Are You Asking Your Nanny to Get Vaccinated for H1N1?
The H1N1 virus is allegedly only beginning to wreak its havoc on humans around the world. As the worry sets in, do you feel it is appropriate to ask your nanny to get vaccinated for H1N1? In early results from a variety of Internet-based polls on this subject, the results appear to be approximately 50-50. With such a mixed result thus far, what are the facts regarding H1N1?
According to the Centers for Disease Control and Prevention, the H1N1 vaccine is recommended for nannies in the following circumstances:
- Nannies of children who are under 6 months of age;
- Nannies of children of any age who have compromised immune systems or chronic health conditions;
- Nannies who are (themselves) 24 years of age or younger; and
- Nannies of any age who have compromised immune systems, chronic health conditions, or who are pregnant.
However, the H1N1 vaccine is in short supply and its distribution is, as yet, somewhat limited.
What can you do to mitigate the risk of H1N1 in your household? Advise your nanny and your children to:
- Wash their hands often and thoroughly (for at least 20 seconds), using soap and water;
- Keep their hands and fingers away from their eyes, noses, and mouths (the most common portals through which germs are introduced into a body);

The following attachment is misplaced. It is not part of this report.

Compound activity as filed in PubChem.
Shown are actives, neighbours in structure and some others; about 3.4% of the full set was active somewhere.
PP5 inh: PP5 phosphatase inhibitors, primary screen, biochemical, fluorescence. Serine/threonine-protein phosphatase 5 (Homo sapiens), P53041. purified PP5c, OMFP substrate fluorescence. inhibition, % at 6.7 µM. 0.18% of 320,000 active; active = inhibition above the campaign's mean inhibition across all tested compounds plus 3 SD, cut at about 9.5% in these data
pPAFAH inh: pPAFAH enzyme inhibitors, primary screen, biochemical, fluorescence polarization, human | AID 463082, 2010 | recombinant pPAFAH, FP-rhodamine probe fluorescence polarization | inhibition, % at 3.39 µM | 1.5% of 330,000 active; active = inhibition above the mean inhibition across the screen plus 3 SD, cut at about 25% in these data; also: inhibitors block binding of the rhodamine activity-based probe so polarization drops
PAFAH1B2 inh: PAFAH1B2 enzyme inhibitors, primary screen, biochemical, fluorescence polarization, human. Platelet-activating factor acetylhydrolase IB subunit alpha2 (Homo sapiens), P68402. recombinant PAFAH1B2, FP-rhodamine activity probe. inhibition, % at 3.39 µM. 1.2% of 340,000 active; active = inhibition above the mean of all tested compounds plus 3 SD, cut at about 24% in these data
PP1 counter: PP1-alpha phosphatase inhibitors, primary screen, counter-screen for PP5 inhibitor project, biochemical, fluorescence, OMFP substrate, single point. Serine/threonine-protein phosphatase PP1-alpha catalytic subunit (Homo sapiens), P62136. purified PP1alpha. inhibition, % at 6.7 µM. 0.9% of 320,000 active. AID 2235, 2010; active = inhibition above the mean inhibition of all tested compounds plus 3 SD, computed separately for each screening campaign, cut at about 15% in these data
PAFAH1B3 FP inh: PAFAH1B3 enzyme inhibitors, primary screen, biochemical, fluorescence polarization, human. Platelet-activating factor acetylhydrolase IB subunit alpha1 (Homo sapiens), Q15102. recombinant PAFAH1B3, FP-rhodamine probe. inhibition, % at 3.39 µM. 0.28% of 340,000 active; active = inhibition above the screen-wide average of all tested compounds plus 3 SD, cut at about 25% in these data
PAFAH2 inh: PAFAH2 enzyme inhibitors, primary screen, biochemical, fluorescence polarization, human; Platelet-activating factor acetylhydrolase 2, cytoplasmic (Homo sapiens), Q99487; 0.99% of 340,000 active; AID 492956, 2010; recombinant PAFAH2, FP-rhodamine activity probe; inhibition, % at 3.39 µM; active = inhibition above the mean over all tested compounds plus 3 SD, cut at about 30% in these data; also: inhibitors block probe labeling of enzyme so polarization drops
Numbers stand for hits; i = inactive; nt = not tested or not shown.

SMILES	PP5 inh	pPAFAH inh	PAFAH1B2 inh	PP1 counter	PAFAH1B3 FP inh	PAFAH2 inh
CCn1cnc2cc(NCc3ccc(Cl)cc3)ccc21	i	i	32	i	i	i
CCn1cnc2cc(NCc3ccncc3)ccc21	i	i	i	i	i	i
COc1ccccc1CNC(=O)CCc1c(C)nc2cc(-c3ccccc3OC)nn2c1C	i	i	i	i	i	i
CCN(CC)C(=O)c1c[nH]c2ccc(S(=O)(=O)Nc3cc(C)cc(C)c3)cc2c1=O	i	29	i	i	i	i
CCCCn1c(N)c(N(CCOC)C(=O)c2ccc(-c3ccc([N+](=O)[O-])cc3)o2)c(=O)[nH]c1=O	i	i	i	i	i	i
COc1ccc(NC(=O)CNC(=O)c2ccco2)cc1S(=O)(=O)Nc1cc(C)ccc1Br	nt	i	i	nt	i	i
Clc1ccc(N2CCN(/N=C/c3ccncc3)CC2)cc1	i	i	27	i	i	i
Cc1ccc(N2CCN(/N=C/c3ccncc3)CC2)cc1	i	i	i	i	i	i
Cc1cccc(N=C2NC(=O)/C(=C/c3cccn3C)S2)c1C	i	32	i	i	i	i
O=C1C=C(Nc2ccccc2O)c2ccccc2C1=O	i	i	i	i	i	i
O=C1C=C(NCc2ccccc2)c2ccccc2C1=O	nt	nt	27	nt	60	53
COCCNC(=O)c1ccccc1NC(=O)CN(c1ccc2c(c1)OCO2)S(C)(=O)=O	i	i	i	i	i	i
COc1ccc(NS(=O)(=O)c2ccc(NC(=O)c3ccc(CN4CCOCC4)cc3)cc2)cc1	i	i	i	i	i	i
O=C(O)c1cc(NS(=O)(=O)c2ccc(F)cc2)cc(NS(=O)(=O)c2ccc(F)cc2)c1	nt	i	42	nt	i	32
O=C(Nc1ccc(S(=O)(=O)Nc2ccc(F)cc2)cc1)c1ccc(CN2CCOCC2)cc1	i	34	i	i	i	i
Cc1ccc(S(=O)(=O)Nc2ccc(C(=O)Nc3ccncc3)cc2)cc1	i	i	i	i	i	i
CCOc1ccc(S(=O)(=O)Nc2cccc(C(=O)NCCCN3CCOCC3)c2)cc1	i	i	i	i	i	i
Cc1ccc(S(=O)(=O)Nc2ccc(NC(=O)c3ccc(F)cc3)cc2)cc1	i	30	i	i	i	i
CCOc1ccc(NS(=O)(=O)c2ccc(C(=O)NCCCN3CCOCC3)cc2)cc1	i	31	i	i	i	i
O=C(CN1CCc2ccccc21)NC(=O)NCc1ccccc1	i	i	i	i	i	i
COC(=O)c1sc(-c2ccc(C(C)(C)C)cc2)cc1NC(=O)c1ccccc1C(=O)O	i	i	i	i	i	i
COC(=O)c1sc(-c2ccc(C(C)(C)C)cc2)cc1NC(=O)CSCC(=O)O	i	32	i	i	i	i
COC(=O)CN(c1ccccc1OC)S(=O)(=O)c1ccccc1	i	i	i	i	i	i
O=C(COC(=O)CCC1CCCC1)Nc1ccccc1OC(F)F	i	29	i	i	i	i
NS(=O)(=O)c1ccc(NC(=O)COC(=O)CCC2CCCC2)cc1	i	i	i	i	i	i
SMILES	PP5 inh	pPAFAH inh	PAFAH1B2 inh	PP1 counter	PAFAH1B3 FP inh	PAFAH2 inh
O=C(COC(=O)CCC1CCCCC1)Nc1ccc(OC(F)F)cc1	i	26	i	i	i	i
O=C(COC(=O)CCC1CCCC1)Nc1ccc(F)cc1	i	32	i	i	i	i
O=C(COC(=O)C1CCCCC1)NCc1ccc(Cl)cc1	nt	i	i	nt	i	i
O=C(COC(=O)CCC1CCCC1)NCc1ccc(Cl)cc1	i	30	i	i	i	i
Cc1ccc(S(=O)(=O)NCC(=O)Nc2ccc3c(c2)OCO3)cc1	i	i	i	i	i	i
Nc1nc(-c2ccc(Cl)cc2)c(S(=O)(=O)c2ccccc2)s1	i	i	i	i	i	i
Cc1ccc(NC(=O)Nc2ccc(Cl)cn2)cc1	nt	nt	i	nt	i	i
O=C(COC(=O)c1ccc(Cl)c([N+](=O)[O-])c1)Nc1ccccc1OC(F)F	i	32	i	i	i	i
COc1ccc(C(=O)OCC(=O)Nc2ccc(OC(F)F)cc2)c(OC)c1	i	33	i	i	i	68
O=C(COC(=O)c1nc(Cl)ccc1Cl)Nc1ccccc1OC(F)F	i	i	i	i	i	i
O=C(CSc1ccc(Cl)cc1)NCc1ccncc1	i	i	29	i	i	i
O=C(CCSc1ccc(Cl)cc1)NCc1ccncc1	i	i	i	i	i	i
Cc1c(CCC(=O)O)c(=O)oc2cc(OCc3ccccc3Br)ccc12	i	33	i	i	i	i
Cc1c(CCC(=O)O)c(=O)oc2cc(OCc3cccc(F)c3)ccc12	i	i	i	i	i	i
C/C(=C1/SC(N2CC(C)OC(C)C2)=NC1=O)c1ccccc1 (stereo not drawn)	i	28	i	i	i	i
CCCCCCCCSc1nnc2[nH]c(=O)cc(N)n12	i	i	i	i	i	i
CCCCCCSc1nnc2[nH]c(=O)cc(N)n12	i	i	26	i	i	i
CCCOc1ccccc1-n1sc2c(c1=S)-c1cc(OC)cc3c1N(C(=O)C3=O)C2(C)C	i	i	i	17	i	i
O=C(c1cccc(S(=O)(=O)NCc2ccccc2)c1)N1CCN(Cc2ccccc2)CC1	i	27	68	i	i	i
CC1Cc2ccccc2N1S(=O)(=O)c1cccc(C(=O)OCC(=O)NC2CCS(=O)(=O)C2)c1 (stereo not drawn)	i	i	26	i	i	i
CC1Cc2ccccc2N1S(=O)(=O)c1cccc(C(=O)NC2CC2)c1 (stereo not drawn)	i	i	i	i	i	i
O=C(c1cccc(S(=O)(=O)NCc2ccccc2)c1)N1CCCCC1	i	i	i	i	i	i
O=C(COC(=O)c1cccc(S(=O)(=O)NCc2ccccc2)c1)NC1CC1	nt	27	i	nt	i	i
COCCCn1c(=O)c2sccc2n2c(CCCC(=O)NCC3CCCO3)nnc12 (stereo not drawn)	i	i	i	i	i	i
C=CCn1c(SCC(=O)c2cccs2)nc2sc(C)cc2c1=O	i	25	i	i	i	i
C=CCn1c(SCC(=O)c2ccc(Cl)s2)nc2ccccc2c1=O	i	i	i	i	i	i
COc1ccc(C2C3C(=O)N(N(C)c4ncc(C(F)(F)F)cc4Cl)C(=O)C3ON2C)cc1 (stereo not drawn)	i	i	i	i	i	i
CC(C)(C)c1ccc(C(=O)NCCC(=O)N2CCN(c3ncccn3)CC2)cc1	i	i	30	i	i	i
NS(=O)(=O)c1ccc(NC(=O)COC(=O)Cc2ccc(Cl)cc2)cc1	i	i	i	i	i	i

- Cover their noses and mouths when they sneeze (this may be done using the crooks of their elbows . . . or this may also be done using a tissue, which should be disposed of after a single use);
- Stay home from work/school if they begin to experience flu-like symptoms (this will minimize the risk of spreading the contagion); and
- See a doctor and begin taking a prescribed antiviral medication (e.g., Tamiflu ®) once any member of the household has been exposed to or symptomatic of H1N1.
A variety of “home remedies” also exists, with dubious efficacy. Such home remedies include:
- Leaving unpeeled raw onions around the house (the theory is that onions attract and absorb the H1N1 virus);
- Leaving cloves of garlic around the house (the theory is similar to the onion theory above);
- Placing a few drops of hydrogen peroxide in each ear of each person in your house (the theory is that hydrogen peroxide in your ears will kill the H1N1 virus); and
- Using one or more of a wide variety of nasal sprays, dietary supplements, and other non-prescription items sold without FDA oversight.
Are you asking your nanny to get vaccinated?